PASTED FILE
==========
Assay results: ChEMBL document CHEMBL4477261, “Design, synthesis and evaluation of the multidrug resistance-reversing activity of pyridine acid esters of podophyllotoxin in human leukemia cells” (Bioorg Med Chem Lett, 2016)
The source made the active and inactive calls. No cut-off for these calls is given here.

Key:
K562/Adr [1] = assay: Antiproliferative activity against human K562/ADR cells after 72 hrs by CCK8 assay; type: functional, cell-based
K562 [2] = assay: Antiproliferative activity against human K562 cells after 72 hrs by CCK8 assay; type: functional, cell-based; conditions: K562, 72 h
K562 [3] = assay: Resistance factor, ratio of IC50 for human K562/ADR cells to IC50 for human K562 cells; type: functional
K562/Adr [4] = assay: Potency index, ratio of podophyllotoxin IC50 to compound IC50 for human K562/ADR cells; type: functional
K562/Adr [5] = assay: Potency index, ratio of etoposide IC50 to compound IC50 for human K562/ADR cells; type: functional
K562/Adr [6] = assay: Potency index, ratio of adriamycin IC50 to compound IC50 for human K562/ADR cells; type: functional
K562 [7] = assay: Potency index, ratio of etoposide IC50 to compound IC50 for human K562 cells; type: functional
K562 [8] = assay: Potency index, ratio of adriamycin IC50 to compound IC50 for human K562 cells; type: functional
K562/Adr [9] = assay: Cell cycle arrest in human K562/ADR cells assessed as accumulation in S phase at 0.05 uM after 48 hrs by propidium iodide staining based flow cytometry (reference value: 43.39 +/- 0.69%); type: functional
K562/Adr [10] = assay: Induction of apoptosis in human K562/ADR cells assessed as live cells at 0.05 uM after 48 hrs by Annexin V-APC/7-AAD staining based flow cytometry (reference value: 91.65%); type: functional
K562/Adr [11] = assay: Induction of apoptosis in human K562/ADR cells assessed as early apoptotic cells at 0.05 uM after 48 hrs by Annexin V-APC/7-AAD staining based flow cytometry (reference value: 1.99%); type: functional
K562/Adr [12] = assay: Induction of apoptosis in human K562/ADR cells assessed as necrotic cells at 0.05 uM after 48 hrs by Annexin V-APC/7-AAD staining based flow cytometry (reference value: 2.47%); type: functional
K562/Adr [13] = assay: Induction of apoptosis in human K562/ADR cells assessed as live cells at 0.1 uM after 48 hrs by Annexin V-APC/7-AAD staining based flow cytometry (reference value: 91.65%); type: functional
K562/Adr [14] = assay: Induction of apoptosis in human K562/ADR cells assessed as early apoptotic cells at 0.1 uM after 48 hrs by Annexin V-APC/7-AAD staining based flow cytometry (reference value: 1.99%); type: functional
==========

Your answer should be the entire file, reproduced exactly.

Assay results: ChEMBL document CHEMBL4477261, “Design, synthesis and evaluation of the multidrug resistance-reversing activity of pyridine acid esters of podophyllotoxin in human leukemia cells” (Bioorg Med Chem Lett, 2016)
The source made the active and inactive calls. No cut-off for these calls is given here.

Key:
K562/Adr [1] = assay: Antiproliferative activity against human K562/ADR cells after 72 hrs by CCK8 assay; type: functional, cell-based
K562 [2] = assay: Antiproliferative activity against human K562 cells after 72 hrs by CCK8 assay; type: functional, cell-based; conditions: K562, 72 h
K562 [3] = assay: Resistance factor, ratio of IC50 for human K562/ADR cells to IC50 for human K562 cells; type: functional
K562/Adr [4] = assay: Potency index, ratio of podophyllotoxin IC50 to compound IC50 for human K562/ADR cells; type: functional
K562/Adr [5] = assay: Potency index, ratio of etoposide IC50 to compound IC50 for human K562/ADR cells; type: functional
K562/Adr [6] = assay: Potency index, ratio of adriamycin IC50 to compound IC50 for human K562/ADR cells; type: functional
K562 [7] = assay: Potency index, ratio of etoposide IC50 to compound IC50 for human K562 cells; type: functional
K562 [8] = assay: Potency index, ratio of adriamycin IC50 to compound IC50 for human K562 cells; type: functional
K562/Adr [9] = assay: Cell cycle arrest in human K562/ADR cells assessed as accumulation in S phase at 0.05 uM after 48 hrs by propidium iodide staining based flow cytometry (reference value: 43.39 +/- 0.69%); type: functional
K562/Adr [10] = assay: Induction of apoptosis in human K562/ADR cells assessed as live cells at 0.05 uM after 48 hrs by Annexin V-APC/7-AAD staining based flow cytometry (reference value: 91.65%); type: functional
K562/Adr [11] = assay: Induction of apoptosis in human K562/ADR cells assessed as early apoptotic cells at 0.05 uM after 48 hrs by Annexin V-APC/7-AAD staining based flow cytometry (reference value: 1.99%); type: functional
K562/Adr [12] = assay: Induction of apoptosis in human K562/ADR cells assessed as necrotic cells at 0.05 uM after 48 hrs by Annexin V-APC/7-AAD staining based flow cytometry (reference value: 2.47%); type: functional
K562/Adr [13] = assay: Induction of apoptosis in human K562/ADR cells assessed as live cells at 0.1 uM after 48 hrs by Annexin V-APC/7-AAD staining based flow cytometry (reference value: 91.65%); type: functional
K562/Adr [14] = assay: Induction of apoptosis in human K562/ADR cells assessed as early apoptotic cells at 0.1 uM after 48 hrs by Annexin V-APC/7-AAD staining based flow cytometry (reference value: 1.99%); type: functional